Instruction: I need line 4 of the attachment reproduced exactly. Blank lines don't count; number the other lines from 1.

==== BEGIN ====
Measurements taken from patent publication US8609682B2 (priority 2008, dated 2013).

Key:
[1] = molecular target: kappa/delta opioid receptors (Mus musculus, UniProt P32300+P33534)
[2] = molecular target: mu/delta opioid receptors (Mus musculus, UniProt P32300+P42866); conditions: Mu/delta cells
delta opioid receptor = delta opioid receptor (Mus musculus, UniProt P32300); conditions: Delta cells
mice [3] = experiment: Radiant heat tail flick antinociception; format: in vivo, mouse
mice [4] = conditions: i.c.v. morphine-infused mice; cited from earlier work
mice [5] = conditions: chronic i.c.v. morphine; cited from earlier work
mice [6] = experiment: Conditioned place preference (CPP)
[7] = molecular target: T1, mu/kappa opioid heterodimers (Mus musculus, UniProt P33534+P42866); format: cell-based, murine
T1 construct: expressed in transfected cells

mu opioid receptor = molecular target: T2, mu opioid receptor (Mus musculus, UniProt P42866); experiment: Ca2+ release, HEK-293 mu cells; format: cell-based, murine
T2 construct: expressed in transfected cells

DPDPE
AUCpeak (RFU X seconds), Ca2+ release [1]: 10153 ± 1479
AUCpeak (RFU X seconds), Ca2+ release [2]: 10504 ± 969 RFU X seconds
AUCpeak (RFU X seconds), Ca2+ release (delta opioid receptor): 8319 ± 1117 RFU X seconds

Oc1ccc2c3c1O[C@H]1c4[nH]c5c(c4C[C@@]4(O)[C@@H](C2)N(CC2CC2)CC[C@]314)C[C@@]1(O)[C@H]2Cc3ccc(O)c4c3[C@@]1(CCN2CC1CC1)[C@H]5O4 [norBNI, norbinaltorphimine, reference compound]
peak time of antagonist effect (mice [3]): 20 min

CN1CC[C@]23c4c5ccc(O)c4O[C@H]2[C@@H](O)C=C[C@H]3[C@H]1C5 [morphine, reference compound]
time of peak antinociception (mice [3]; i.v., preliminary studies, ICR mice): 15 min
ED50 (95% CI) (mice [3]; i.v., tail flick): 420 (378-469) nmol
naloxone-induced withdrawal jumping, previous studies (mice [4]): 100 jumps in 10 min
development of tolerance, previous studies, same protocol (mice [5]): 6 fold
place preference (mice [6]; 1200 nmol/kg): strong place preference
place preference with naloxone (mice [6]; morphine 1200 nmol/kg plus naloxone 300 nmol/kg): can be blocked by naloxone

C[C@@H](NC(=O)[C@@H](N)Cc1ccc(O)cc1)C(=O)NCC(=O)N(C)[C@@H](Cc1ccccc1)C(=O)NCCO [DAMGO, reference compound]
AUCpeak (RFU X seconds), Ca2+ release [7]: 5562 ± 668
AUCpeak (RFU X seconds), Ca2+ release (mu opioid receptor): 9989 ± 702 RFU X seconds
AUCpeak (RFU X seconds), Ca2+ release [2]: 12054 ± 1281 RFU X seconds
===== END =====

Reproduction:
[2] = molecular target: mu/delta opioid receptors (Mus musculus, UniProt P32300+P42866); conditions: Mu/delta cells